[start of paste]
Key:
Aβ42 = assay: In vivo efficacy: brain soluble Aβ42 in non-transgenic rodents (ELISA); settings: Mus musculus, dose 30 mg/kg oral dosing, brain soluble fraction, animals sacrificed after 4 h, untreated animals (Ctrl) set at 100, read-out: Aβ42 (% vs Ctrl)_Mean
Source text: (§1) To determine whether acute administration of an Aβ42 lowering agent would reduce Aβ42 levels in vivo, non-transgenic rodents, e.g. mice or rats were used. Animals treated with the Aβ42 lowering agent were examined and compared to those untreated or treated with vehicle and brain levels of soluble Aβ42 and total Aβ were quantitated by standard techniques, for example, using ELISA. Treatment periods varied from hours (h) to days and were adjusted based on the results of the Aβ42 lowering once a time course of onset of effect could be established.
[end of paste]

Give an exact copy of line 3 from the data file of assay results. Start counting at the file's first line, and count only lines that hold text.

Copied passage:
Source text: (§1) To determine whether acute administration of an Aβ42 lowering agent would reduce Aβ42 levels in vivo, non-transgenic rodents, e.g. mice or rats were used. Animals treated with the Aβ42 lowering agent were examined and compared to those untreated or treated with vehicle and brain levels of soluble Aβ42 and total Aβ were quantitated by standard techniques, for example, using ELISA. Treatment periods varied from hours (h) to days and were adjusted based on the results of the Aβ42 lowering once a time course of onset of effect could be established.